For the October 5, 1982, edition of the Maroon, David Brooks (A.B. '83) reproduced an Aims of Education he delivered, unsolicited, in line at Harold's Chicken Shack. It includes, among other things, a message of hope for a fellow student in need, plus a hint at Brooks' preferences in fried chicken. Enjoy.
Striking Out, a column by David Brooks
The Aimless Education Address
Remarkably, another year has gone by during which I was not asked to give the Aims of Education Address. This year, that honor went to Jonathan Z. Smith. His address was, well, interesting. So interesting, in fact, that he completely ruined a long standing and highly respected tradition entitled Freshman Snooze.
Better that those same students should have heard my own Aims of Education Address, delivered last Saturday night at Harold's while waiting for my half-white with extra hot sauce. Fortunately for those who missed it, a member of the audience, recognizing the historic import of the moment, grabbed a pen and scribbled it all down:
"Ladies, gentlemen and chickens. While meditating on this topic, the Aims of Education, which the selection committee has not asked me to think about, I find myself stuck upon a single question: Education as opposed to what?
Seeking an answer, I spent an entire afternoon in Walgreens the other day asking this question to customers as they stood in line for the cashier. Finally, a college student came by with many boxes of Tylenol.
"Education as opposed to what?" I asked him.
"Yes! Exactly!" he gasped, grabbing my arm frantically.
Here was a kindred spirit.
"You saw the Aims of Education Address?" I asked. He nodded.
"And now you're on the brink of despair?" He nodded again.
"I have no aim!" he declared.
The cashier butted in: "Aisle three. Right underneath the Crest."
"At age three," he continued, "my parents sent me to nursery school where we had a kid who stood on tables and gave the teacher the finger. Now, 18 years later, I attend a university where I saw the former Dean of the College give the entire freshman class the finger. For all those years I've been getting educated, and now I find out I was supposed to have an aim all along."
"And you don't think you have one," I asked.
"Right. I don't want to go to law school or med school and I don't need to learn so I can be a teacher. I don't need to be bright to impress my friends. They're all dumb as hell."
"So what kept you going all these years?"
"I don't know. Every year I got older and every year I found myself in a higher grade. I guess I noticed that in higher grades the girls had more maturely developed bodies but I don't think that's what kept me going."
"So what have you decided to do?"
"Well I thought I would try to stop getting educated at least until I can think up an aim. I sat down and watched TV but every show has something to teach me. Even the "Love Boat," and "That's Incredible" is loaded with more meanings and interpretations than all of Kafka."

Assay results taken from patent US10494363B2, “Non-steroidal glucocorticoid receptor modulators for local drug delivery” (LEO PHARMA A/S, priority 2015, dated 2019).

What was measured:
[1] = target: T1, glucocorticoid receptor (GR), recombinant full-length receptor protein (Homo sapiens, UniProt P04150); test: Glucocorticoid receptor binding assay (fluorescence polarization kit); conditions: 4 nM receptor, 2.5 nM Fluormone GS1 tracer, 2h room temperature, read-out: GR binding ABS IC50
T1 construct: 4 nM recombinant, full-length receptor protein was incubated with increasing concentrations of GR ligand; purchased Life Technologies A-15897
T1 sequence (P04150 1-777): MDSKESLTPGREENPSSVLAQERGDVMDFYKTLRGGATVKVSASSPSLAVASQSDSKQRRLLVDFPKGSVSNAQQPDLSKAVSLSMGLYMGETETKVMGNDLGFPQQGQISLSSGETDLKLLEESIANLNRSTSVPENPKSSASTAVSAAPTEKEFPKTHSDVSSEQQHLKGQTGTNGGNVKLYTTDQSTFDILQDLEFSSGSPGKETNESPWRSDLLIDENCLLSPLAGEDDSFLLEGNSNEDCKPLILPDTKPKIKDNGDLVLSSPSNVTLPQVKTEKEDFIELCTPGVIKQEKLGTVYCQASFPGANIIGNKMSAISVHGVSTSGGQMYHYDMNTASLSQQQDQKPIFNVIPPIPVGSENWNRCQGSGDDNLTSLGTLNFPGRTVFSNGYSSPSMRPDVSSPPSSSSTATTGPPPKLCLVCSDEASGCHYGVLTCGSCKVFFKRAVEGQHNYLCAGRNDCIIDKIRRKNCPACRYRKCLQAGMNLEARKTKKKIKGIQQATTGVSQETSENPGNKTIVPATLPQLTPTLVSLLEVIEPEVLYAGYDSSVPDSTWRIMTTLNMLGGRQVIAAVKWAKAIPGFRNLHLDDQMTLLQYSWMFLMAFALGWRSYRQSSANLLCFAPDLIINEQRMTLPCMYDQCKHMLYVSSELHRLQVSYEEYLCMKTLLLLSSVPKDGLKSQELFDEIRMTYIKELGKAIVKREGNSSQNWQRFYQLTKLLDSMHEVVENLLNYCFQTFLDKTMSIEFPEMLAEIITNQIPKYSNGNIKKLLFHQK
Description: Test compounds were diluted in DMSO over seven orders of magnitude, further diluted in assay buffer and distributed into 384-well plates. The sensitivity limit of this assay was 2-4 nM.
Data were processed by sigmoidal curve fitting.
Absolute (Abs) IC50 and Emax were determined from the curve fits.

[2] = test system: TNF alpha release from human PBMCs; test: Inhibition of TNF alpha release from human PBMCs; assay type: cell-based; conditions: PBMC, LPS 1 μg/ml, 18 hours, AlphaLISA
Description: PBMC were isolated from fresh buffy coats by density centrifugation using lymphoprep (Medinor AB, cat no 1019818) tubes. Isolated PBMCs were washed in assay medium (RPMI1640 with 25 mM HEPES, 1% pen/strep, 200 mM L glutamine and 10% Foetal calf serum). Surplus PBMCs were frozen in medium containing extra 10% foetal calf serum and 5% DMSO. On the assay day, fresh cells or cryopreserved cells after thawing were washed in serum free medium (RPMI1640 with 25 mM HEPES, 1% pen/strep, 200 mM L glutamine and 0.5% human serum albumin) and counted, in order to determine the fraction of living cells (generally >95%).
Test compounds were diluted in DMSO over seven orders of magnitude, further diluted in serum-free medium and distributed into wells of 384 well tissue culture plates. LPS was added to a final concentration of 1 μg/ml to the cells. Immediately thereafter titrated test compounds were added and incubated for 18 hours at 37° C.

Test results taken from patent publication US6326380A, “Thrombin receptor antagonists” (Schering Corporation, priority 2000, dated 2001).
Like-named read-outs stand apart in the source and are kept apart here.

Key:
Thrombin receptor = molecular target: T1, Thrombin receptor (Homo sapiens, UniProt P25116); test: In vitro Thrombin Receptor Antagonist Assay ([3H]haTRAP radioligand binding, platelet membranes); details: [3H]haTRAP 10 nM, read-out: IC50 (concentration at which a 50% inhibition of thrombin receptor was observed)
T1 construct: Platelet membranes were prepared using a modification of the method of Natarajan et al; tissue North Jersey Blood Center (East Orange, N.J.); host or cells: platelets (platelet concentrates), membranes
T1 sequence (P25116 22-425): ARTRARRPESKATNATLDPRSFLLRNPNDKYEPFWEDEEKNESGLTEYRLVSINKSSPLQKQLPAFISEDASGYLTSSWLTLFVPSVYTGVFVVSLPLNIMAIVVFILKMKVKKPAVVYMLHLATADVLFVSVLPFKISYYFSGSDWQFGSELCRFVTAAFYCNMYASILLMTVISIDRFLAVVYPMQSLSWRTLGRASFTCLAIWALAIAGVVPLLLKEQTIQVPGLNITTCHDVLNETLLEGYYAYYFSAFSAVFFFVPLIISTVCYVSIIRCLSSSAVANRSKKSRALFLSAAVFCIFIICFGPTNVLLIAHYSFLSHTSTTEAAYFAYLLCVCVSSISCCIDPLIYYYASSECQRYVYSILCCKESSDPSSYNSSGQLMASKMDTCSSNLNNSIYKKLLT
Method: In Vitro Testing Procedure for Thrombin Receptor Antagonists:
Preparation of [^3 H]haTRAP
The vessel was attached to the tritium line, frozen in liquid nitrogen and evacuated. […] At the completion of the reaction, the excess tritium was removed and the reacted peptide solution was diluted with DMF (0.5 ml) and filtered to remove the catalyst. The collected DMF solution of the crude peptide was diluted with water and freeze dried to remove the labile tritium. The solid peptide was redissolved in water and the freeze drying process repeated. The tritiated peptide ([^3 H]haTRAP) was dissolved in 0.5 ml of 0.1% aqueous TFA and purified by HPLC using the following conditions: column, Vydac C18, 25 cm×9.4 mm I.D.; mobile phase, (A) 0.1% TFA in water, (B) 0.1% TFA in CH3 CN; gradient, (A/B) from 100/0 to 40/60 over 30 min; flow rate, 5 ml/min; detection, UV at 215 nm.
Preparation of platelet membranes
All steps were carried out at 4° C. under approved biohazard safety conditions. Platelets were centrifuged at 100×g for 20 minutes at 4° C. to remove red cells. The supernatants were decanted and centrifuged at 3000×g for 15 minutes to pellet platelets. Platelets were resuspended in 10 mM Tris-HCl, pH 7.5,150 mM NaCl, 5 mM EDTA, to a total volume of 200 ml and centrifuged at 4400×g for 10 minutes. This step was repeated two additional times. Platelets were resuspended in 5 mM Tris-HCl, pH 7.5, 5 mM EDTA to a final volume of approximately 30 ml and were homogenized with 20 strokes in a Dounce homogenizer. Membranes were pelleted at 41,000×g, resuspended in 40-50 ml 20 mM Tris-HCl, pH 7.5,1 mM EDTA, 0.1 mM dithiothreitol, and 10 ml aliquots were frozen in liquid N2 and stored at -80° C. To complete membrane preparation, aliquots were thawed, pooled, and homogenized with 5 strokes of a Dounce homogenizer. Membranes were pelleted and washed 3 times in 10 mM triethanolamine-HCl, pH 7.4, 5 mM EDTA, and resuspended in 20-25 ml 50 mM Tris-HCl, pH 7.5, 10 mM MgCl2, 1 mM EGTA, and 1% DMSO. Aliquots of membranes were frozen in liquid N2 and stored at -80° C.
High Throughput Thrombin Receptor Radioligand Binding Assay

"I had to stop reading the newspaper or books or even looking at advertisements. Everybody was teaching me something! I called up my friend to say hello and she says, 'Hey Morton, guess what I learned today...' I screamed and hung up! You ever hear that expression, Learn something new every day? Well, I figure the average person learns at least 6000 things every day! And I've been learning all those things aimlessly! And I'm not just talking about trivia. The average person learns on the average of 3.5 profound truths a week. More if he gets drunk often enough."
"So if you wanted to stop learning, why didn't you move to Southern California? You would have been safe there."
"I know. I wanted to go to California a few years ago but I think I grew out of it."
"So now you're going to end it all with aspirin substitute?"
"Yea. I wandered around my apartment asking myself why educate, why educate? and finally I said to myself why live? and faced with all this aimlessness I couldn't think of an answer for that, either. I figured I'd do it with Tylenol so I wouldn't upset my stomach."
The cashier, who'd been listening to all this, butted in again. "I'll tell you why you couldn't think of an answer, honey. It's because they answer each other. Whenever I'm standing here at the register and a customer comes up to me and says, 'What is education?' I fix him with a steely-eyed stare and I say, 'Education is life, baby.' You can bet that clams them up in a hurry.
"You see, sweetiepie, everyday you do a little living and everyday you do a little learning. You know the phrase, Live and learn? You live because it's good all by itself. You learn for the same reason. Everyday I get on the No. 6 bus and show the driver my CTA pass and he says to me, 'Education: for whose sake?' and I say to him, 'Education for its own sake.' That way he can keep his eyes off books by Dewey and on the road.
"So don't let no Anglo-Saxon-work-ethic-son-of-a-bitch make you feel guilty because you got no aim for education. Don't let no Robert Maynard Hutchins or Jonathan Z. Smith get you down because they say you need an aim to educate. You just go on learning for your own self."
"You sure do acquire a lot of wisdom here at Walgreens don't you Miss?" I asked her.
"Well, it came to me like this:" she said, "I was having sex with my Harry, who's no great stud, and I realized I wasn't going to be having me no orgasm. But I said to myself, 'You know, this sex stuff is kind of nice even without the orgasms.' And then I naturally thought about education. It's still nice even though there's no orgasm to it."
So, ladies, gentlemen and chickens, there you have it. Morton left Walgreens happy and content. I left with a story to tell for this address. And in closing, I'd like to challenge you with the words of an ancient teacher:
If not by us, then by whom? If not now, then when? If not what, then how come? If not maybe, then perhaps? If not possibly, then soon? If not my place, then yours?